I’d like to introduce everyone to one of MDaemon’s newer features, a potentially powerful one that is woefully under-utilized. Here is the entry from the release notes:
*  SUBADDRESSING * Added support for subaddressing. Subaddressing is a system for including a folder name in an email address. Replies or emails sent to that email address will pull the folder from the address and move the message into folders automatically without the need to setup filtering rules. The syntax is: "[email protected]". So, for example, the email address "[email protected]" would route messages directly into [email protected]'s "ietf" IMAP folder (assuming that folder exists). Nested folders can be specified using period characters. For example, "[email protected]" would route messages directly into [email protected]'s "industry\ietf" IMAP mail folder (again, assuming that folder exists). Underscores are used for spaces in folder names. For example, "[email protected]" would route messages directly into [email protected]'s "my friends\frank" IMAP mail folder. The folder must exist prior to being used with subaddressing. Otherwise, the address will be treated as unknown. This is necessary to prevent abuse.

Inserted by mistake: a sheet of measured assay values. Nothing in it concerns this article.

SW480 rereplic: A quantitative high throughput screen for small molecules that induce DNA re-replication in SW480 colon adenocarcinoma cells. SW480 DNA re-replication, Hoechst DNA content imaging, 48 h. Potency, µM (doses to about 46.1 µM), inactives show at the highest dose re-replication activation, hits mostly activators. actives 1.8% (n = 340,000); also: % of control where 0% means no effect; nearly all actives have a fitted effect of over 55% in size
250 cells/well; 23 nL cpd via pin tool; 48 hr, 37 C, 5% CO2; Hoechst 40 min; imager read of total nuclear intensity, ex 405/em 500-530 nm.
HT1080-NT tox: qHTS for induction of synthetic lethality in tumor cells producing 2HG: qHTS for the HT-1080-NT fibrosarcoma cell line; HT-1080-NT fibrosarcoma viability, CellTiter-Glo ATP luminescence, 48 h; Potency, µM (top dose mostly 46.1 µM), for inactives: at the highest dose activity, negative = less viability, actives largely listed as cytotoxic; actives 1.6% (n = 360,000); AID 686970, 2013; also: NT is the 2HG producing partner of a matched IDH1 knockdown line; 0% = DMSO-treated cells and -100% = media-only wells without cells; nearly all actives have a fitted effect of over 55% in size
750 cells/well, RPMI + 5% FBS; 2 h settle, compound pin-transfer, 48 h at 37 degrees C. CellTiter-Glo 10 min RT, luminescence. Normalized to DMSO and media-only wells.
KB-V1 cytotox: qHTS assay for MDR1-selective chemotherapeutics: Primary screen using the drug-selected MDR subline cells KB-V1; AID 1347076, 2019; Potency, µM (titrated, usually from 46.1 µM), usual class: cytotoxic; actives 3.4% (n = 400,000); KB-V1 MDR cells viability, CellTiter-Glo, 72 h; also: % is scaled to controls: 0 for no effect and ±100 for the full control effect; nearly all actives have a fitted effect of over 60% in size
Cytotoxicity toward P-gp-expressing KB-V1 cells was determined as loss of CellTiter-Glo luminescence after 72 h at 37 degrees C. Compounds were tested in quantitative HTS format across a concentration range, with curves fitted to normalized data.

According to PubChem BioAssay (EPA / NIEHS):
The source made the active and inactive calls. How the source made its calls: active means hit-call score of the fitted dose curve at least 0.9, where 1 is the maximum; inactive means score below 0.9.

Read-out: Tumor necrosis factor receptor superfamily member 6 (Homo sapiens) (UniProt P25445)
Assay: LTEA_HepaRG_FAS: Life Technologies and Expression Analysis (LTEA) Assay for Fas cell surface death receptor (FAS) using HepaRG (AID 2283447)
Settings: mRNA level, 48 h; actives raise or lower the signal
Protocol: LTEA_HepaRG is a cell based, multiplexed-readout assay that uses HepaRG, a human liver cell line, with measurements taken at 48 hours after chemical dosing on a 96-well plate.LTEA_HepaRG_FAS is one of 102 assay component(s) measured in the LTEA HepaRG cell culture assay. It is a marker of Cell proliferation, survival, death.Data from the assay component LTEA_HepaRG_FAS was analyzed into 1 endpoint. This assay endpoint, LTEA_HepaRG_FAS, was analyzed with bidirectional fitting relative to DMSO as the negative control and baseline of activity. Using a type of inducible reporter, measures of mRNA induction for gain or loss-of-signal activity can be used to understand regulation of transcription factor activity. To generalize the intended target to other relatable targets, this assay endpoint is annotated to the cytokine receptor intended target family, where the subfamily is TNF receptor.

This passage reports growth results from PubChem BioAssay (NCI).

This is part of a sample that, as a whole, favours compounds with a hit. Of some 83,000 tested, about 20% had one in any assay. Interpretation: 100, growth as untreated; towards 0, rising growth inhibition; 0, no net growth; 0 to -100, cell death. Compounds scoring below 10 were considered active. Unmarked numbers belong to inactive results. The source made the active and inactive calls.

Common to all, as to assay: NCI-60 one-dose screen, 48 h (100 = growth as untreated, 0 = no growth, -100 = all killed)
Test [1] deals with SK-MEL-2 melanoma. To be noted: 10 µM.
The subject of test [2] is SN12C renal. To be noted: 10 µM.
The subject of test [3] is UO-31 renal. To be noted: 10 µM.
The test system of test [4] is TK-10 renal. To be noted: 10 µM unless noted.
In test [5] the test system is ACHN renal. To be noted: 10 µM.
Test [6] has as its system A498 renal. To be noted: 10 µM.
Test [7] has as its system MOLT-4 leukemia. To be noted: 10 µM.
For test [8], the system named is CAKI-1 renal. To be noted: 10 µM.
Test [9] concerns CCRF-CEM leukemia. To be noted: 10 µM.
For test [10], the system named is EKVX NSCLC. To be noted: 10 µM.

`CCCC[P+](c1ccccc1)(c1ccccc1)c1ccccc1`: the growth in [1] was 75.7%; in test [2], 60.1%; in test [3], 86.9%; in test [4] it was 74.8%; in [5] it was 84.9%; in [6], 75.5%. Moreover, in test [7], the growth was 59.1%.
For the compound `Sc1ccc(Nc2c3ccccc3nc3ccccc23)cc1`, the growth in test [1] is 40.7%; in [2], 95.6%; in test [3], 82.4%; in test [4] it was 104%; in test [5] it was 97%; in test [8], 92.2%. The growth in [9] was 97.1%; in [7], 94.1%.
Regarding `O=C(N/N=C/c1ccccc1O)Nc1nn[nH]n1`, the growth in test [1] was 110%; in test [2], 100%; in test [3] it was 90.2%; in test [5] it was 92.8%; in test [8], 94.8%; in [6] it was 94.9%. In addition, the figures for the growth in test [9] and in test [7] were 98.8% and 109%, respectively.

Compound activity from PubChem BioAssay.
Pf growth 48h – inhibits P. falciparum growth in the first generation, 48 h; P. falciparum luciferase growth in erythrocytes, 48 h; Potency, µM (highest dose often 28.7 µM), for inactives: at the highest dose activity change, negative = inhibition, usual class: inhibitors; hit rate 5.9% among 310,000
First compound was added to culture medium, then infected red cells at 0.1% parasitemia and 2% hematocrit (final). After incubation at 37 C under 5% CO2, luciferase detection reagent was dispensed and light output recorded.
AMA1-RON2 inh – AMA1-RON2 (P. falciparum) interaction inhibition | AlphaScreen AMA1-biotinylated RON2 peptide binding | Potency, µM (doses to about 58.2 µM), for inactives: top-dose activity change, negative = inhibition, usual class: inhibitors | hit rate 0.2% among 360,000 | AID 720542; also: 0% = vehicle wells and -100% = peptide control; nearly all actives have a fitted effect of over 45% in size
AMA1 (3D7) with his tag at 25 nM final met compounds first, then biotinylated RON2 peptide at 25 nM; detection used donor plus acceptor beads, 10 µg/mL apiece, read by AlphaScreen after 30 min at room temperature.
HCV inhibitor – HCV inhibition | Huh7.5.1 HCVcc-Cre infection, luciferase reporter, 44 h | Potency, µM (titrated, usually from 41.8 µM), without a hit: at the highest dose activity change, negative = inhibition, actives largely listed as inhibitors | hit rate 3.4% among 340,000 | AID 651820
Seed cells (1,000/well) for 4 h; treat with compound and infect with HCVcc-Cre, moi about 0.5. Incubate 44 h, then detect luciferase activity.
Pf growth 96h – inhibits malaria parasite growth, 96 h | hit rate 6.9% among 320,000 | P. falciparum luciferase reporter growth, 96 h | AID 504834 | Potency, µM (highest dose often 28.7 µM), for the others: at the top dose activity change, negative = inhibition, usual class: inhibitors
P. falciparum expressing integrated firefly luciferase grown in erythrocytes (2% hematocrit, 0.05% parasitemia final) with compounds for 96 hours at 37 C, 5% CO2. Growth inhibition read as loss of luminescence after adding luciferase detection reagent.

Oh, and good to know, you need to turn this feature on before you can use it:
A new switch has been added to the Filters tab within the account editor which will allow you to enable/disable subaddressing on a per account basis. As a result of the need to delimit using the + character this feature will be unavailable to accounts which include + in their email address local-part (mailbox). This feature can be shut down globally irrespective of individual account configuration via a new switch on the Misc Options|Misc UI. By default, each account has this feature disabled individually.
Okay, so with that out of the way, what can you do with this feature?
Well, say you’re a IMAP or WorldClient user most of the time, but want to use a cellphone that doesn’t support uploading sent messages to IMAP. No problem, have your phone automatically BCC mail to [email protected] (assuming you’re [email protected], of course).
Another example would be to route mail you only want to receive for a short period of time directly to a specific folder, but then once you’re done with that fake address, delete the folder and instantly stop receiving mail.
I’ll have a few more goodies that build on subaddressing shortly, stay tuned.